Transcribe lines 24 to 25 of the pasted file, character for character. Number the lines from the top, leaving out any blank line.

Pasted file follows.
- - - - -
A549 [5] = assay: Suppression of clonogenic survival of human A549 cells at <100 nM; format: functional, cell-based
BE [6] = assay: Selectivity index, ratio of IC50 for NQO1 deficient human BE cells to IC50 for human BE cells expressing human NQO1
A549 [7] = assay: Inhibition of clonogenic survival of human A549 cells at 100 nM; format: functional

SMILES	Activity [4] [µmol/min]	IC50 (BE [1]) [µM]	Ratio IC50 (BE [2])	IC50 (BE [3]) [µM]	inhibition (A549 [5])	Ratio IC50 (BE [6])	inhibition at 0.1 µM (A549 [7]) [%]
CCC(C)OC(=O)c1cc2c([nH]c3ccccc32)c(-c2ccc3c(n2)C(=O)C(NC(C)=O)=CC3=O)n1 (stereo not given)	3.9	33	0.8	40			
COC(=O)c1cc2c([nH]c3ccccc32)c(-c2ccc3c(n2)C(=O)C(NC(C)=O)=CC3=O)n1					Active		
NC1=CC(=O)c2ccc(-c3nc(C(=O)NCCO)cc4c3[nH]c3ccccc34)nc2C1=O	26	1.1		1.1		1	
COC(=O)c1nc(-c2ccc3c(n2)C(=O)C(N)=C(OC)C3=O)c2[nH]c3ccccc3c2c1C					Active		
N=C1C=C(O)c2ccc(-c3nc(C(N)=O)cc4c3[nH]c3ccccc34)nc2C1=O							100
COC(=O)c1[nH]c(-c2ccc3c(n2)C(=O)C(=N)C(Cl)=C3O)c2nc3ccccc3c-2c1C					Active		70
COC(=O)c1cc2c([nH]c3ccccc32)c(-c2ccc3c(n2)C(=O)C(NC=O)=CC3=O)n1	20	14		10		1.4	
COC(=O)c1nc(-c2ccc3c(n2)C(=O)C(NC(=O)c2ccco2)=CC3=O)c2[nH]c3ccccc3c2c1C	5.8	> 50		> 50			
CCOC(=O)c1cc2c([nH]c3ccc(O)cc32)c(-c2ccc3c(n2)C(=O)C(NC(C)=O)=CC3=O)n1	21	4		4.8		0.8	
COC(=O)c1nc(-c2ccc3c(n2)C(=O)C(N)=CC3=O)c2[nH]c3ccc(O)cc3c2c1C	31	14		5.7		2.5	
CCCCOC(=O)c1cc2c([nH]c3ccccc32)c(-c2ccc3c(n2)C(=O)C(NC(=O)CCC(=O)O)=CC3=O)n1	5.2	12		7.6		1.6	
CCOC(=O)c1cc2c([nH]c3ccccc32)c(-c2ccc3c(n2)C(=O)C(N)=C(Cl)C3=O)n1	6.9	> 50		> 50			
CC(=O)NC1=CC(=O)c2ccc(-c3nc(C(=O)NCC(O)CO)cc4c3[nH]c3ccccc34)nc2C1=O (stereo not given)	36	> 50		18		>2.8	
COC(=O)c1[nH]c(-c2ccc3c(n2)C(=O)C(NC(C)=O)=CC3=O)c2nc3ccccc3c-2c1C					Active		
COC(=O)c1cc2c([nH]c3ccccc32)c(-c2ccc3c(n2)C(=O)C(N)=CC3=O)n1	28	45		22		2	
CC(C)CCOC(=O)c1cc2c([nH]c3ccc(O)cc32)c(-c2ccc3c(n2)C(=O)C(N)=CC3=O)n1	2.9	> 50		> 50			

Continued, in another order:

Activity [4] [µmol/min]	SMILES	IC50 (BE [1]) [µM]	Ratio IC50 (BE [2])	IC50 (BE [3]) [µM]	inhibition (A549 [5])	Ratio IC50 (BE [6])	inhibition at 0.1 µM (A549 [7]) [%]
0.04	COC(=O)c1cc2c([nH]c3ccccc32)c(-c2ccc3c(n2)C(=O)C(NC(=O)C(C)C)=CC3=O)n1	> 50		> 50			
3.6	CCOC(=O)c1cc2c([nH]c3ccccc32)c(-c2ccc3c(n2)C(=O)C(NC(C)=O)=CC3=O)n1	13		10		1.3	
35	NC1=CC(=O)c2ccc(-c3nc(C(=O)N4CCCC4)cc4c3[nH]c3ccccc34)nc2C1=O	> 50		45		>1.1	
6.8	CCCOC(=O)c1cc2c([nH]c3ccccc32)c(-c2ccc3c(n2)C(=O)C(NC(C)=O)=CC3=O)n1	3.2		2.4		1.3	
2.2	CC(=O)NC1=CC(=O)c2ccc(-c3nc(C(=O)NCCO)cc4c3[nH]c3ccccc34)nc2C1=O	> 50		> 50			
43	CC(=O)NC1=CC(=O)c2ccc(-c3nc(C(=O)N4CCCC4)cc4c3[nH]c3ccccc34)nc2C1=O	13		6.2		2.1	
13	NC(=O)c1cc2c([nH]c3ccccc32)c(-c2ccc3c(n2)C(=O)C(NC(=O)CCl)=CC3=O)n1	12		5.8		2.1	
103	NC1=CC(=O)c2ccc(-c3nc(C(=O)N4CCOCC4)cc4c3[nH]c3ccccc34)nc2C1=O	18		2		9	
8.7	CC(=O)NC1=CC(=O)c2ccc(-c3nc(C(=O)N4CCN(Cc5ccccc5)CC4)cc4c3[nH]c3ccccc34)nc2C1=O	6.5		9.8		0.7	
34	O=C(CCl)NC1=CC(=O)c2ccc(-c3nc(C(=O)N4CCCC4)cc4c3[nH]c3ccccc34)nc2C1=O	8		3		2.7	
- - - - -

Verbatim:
3.6	CCOC(=O)c1cc2c([nH]c3ccccc32)c(-c2ccc3c(n2)C(=O)C(NC(C)=O)=CC3=O)n1	13		10		1.3	
35	NC1=CC(=O)c2ccc(-c3nc(C(=O)N4CCCC4)cc4c3[nH]c3ccccc34)nc2C1=O	> 50		45		>1.1	